Stylin' Brews: Blonde Ale

July 04, 2018

Stylin' Brews: Blonde Ale

The Profile

One of the most approachable beers out there, blonde ales are easy looking, easier drinking and perfect for the summer. Its golden straw colour loves the sunlight and it has a mellow bitterness as well as subtle malty hints. There are no really dominating characteristics in this beer, although this necessarily doesn’t exclude them to the lower end of the flavour spectrum as sometimes brewers will experiment by adding honey, spices and/or fruits.

Our Blowering Blonde, as the name sort of suggests, is a stronger take on this beer. It keeps the good looks and light malts yet is loaded with North American Citra hops to really make it stand out and shout. Come down and try a pint or two! You may end up taking some stubbies home with you too…


The History

Blonde ale is quite young by beer standards. It sits somewhere in-between a lager and a kölsch, although often beers slipped into this category will straddle the categories on either side, depending on who’s brewing it. Blonde ale sits in the background of the recent annuals of beer history, always ready to make a cameo appearance.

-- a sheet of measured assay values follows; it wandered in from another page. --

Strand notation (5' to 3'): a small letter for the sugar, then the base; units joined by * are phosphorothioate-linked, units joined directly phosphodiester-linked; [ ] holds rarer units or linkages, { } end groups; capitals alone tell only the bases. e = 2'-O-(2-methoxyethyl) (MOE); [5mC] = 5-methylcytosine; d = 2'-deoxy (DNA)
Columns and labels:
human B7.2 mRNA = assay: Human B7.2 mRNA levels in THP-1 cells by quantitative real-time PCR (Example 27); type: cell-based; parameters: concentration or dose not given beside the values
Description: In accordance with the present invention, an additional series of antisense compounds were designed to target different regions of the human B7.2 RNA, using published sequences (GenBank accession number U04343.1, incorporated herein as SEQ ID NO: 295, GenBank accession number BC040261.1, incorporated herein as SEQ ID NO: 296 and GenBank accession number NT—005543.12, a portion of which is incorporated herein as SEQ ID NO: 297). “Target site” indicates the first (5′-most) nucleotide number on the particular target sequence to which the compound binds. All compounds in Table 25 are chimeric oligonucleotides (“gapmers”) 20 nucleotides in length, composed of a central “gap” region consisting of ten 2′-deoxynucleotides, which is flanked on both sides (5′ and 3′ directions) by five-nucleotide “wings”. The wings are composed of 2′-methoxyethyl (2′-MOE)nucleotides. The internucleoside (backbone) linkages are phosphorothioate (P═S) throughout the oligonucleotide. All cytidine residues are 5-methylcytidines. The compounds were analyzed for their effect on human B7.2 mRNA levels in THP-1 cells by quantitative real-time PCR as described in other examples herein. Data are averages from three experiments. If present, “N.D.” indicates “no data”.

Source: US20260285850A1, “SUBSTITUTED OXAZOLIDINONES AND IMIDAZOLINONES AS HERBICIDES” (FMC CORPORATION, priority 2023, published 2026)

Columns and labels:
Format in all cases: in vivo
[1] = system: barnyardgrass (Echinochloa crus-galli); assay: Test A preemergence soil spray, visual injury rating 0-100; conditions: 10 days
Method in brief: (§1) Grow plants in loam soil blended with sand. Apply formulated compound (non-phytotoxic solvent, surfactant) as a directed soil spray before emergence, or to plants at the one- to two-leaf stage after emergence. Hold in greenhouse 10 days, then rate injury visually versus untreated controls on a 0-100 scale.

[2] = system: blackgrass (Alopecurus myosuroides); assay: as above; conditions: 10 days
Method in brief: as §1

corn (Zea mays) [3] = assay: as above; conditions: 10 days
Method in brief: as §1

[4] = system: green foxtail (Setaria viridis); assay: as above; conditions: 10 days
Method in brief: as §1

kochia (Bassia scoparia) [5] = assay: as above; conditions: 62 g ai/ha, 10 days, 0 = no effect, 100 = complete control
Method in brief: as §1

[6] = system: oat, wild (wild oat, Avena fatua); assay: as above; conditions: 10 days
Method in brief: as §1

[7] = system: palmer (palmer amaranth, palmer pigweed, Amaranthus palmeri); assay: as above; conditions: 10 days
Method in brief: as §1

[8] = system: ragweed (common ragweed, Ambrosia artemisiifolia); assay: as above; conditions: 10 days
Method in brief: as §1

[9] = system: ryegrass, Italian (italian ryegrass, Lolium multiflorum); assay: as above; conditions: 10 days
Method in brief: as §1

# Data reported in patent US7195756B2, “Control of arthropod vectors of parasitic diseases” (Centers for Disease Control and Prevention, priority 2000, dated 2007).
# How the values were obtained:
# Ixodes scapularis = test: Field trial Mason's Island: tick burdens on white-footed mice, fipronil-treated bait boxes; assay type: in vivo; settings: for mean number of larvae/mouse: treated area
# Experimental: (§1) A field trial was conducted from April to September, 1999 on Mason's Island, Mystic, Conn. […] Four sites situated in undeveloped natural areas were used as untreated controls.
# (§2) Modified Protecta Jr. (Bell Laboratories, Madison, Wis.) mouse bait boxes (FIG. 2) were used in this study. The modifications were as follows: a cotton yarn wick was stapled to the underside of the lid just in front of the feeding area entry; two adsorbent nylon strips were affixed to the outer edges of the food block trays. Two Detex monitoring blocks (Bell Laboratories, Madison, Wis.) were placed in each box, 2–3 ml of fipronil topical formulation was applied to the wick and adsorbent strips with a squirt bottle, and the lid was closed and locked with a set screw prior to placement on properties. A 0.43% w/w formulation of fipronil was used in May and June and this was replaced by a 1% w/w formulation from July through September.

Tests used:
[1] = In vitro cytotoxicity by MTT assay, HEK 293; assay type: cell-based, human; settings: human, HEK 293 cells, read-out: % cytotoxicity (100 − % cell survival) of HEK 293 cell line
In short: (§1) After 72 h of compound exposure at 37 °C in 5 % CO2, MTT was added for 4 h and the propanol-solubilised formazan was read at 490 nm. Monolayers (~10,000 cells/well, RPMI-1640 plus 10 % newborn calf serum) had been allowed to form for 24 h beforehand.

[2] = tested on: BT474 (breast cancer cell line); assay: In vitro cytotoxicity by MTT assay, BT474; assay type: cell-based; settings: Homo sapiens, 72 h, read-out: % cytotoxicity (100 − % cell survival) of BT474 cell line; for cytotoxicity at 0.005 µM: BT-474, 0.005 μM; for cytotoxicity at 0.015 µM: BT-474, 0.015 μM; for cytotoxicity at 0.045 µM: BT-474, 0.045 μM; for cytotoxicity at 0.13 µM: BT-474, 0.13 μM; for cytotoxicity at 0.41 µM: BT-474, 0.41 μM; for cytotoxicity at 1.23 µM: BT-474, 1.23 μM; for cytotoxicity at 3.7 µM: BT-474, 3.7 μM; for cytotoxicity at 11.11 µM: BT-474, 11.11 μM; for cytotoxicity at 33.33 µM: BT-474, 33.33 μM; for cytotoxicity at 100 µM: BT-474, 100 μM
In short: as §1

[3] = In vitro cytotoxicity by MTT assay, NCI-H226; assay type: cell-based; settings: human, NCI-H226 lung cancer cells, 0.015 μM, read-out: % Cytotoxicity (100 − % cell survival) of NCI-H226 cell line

The blonde style originates about 100 years ago in Belgium and was a result of the popularity of larger in the rest of Europe. The Belgians weren’t going to change their traditions to suit bucking trends so they played around with what they had. They put some paler pilsner malts in with their Belgian ale yeast and out came this new style. These golden ales were called names from Blond, to Tripel to Golden Strong, and all designate variations in this class of Blondes.

You see blonde describes the colour of the brew, and after that it is down to the country producing it to use the style to advertise or exhibition a certain ingredient, whether it be the characteristics of the malts or the flavours produced by the hops or the yeast.


What we took our inspiration from for our Blowering Blonde was the American blonde ale, which, it is said, was first created as an intermediary to get the American public used to the mass-market beers which are synonymous with American drinking culture. This is why we’ve used it to expose the beautiful North American Citra hop.